```Boolean Logic in BASIC

From: Michael Current (aa700@cleveland.Freenet.Edu)
Date: 01/28/92-10:39:37 PM Z

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From: aa700@cleveland.Freenet.Edu (Michael Current)
Subject: Boolean Logic in BASIC
Date: Tue Jan 28 22:39:37 1992

Reprinted from the A.C.E.C. BBS (614)-471-8559

-----------------------------------
Boolean Logic in BASIC
-----------------------------------

Boolean logic is a very useful, but
often unused, function of most
BASIC languages.  Boolean logic is
a true/false comparison operation.
Because it only returns a true or
false value, it returns a 1 or a 0.

If you enter PRINT 1=1 the computer
will print "1" on the screen.  Why?
Because 1=1 is a true statement.
The value 1 does equal the value 1.
A true statement is identified by
a 1.  If you enter PRINT 2=3 the
computer will print a "0" on the
screen.  This is becase 2=3 is NOT
a true statement.  A false
comparison will return a value of
0.

You can also make variable
assignments with boolean logic. If
you say A=1=1 then A=1 because 1=1
would return a 1.  A short table
might be helpful at this point:

Statement  Result
---------  ------
A=1=1      A=1
A=1=2      A=0
A=2=1      A=0
A=2=2      A=1

This alone is useful in programming
but we are allowed to use even more
complex boolean logic.  Right now
we can say A=B=C.  But what about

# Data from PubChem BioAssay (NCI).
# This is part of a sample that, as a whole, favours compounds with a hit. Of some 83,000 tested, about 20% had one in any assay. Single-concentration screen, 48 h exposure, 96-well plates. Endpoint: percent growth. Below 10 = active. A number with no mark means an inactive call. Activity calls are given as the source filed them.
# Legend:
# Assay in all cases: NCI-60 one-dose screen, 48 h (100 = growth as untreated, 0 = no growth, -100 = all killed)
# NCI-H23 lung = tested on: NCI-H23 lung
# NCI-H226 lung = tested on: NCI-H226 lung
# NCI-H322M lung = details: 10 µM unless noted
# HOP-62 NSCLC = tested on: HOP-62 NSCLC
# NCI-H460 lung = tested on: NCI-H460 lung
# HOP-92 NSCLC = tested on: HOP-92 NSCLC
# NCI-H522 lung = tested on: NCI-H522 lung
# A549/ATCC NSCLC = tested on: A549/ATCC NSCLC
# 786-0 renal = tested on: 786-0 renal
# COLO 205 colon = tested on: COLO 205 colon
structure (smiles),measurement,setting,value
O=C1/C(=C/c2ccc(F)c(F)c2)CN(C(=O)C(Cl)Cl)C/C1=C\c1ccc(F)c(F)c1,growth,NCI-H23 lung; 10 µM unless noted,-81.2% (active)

A=B=C=D?  Or A=B=C=D=E?  How does
that work?  DOES it work?  The
answer is yes, it does work.

Long boolean operations such as
this can be confusing unless you
break it down.  So that is what we
will do.  A=B=C=D is the same as
A=B=(C=D).  Lets try a few:

B=1, C=1, D=0: A=1=(1=0) so
A=1=(0) so A=1=0 so A=0

B=0, C=0, D=0: A=0=(0=0) so
A=0=(1) so A=0=1 so A=0

B=0, C=0, D=1: A=0=(0=1) so
A=0=(0) so A=0=0 so A=1

It is really simple.  Just evaluate
the comparison within the
paranthesese first, just like a
normal problem.  In the last
example, the comparison in the
parans is (0=1).  This is a false
statement so we can put a 0 in the
place of the parans.  Still quite
easy, right?

Now how about A=B=C=D=E?  Getting a
bit more complex here.  What this
amounts to is A=B=(C=(D=E)).  Let's
try a few:

B=1, C=0, D=1, E=0: A=1=(0=(1=0))so
A=1=(0=0) so A=1=(1) so A=1=1 so
A=1

B=0, C=1, D=0, E=1: A=0=(1=(0=1))so
A=0=(1=0) so A=0=(0) so A=0=0 so
A=1

As you can see, it is a little more
complex but the idea is the same.
Just do the parans first and then
work out to the next set of parans.
Again, just like normal math
operations: Parans come first.

So it is very simple:

Statement     Equivalent To
------------- ---------------------
A=B=C=D       A=B=(C=D)
A=B=C=D=E     A=B=(C=(D=E))
A=B=C=D=E=F   A=B=(C=(D=(E=F)))
A=B=C=D=E=F=G A=B=(C=(D=(E=(F=G))))

I think you can see the pattern
here.

It should be noted that while
simple boolean logic like A=B=C is
useful, complex boolean logic like
A=B=C=D=E=F is really too complex
to be useful in a real programming
enviroment.  In most cases there
would be an easier, more memory
efficient way to accomplish the
same thing.  But knowing how to use
boolean logic will be very useful.
Once you have completely mastered
it you will find yourself using it
often.

--Craig Steiner

--
Michael Current, Cleveland Free-Net 8-bit Atari SIGOp   -->>  go atari8  <<--
The Cleveland Free-Net Atari SIG is the Central Atari Information Network
Internet: currentm@carleton.edu / UUCP: ...!umn-cs!ccnfld!currentm
BITNET: currentm%carleton.edu@interbit / Cleveland Free-Net: aa700

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